Next, there are a few methods of potty training your puppy. My favorite method and the most affective method is crate training. Not only are you potty training your also allowing them to get used to being in their crate when you are not home so that later on they won't have a hard time going into their crate when they are told to do so! The crate will become their safe zone and feel comforted inside of the crate. When potty training your puppy it is important to really use that crate and set a schedule that will work for you and your family. For example, you have an 8 week old puppy and their bladder isn't fully developed yet which means more potty breaks. An 8 week old puppy should be taken out to potty every hour & a half to 2 hours no longer than that otherwise you will end up cleaning a lot of messes. So, make sure you can work your schedule to fit that. In the AM as soon as you wake up make sure your puppy immediately goes out to go potty. I would recommend picking them up and taking them outside to the area you want them to go to so that there are no accidents inside the house before they can make it outside! Once they have gone outside they can have 15 min to eat and drink water and once that 15 min is up the food gets picked up and they go right back outside to use the bathroom again. Let them stay outside for at least 20 min because that is about how long it takes for them to go after they have had their meal. If you have to go to work put them in their crate. If you can't take a lunch break to let your puppy out be sure you have a plan so that they can get let out after 2 hours. Once you get home they should immediately go outside again. If they have not gone potty after being taken outside then they have to go back to their crate until the next time they get let out. Then you can allow them to play outside or inside the house,  but make sure you are always watching them when they are not in their crate so that there no mistakes being made when your not watching. If you can not watch them because you have things to do it's ok to put them in their crate during that time.  In the PM when they get fed again their food gets put down for at least 15 min just like the AM. It's important to know that at bedtime before going to bed they should not have food or water at least 2 hours before bed. That will reduce the amount of times they will have to go potty at night giving you more time to sleep and then water can resume in the AM. Keeping track of the puppies food and water intake will make it easier for you to control their potty habits making it easier for them to learn to go outside when it's time to go potty. Once they get older the amount of times they need to be let outside will become greater. For example: 8 weeks they need to be let out every 2 hours, when they are at 10 weeks 2 & a half to 3 hours, 15 weeks 3 to 4 hours and so on. Eventually they will be able to hold their potty for 8 hours. Crate training your puppy also teaches them independence so that they do not develop separation anxiety so it is ok for them to be in their crate even when you are home. A lot of people ask me how will they bond with their puppy if they are in their crate. The answer: keep their crate in the room that you're in most of the time i.e. your living room. Dogs are pack animals and need to be with their pack so keeping your puppies crate where you are at most of the time so they can see and hear you will still allow them to bond with you. You can even keep them in your bedroom inside their crate and still bond with them while you sleep. Your puppy will fall asleep listening to you breathing and they will bond with you that way as well! Just make sure your puppy is getting plenty of exercise and play time with you as well. Going on walks is a great way to bond with your puppy while also teaching them to walk nicely on a leash!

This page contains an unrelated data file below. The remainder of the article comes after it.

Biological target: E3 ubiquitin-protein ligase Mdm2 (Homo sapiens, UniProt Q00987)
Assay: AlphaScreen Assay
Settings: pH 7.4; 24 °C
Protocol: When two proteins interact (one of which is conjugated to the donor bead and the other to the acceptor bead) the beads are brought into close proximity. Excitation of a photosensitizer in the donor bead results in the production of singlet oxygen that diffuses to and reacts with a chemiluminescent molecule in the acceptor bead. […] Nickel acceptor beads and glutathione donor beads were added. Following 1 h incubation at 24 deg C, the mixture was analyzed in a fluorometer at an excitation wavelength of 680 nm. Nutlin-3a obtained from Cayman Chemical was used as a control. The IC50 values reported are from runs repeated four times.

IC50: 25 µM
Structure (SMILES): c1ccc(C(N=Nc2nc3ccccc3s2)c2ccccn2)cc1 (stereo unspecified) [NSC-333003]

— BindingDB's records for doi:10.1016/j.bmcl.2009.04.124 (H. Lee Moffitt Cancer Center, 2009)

During your playtime with your new puppy you can use that time to teach them new commands such as sit, down, stay. Puppies can learn those commands as early as 5 weeks. So don't be afraid to begin teaching them when you bring them home!
 
Well that's it for this week! Next week I will talk about the importance of diet and what foods to look out for when feeding your puppy or your adult dog. I hope you have enjoyed this weeks information and be sure to tune in next week. 
 
CeCe's Kool K-9
 
 
Rosehall Shepherds has been given permission by CeCe's Kool K-9 to post to their websites.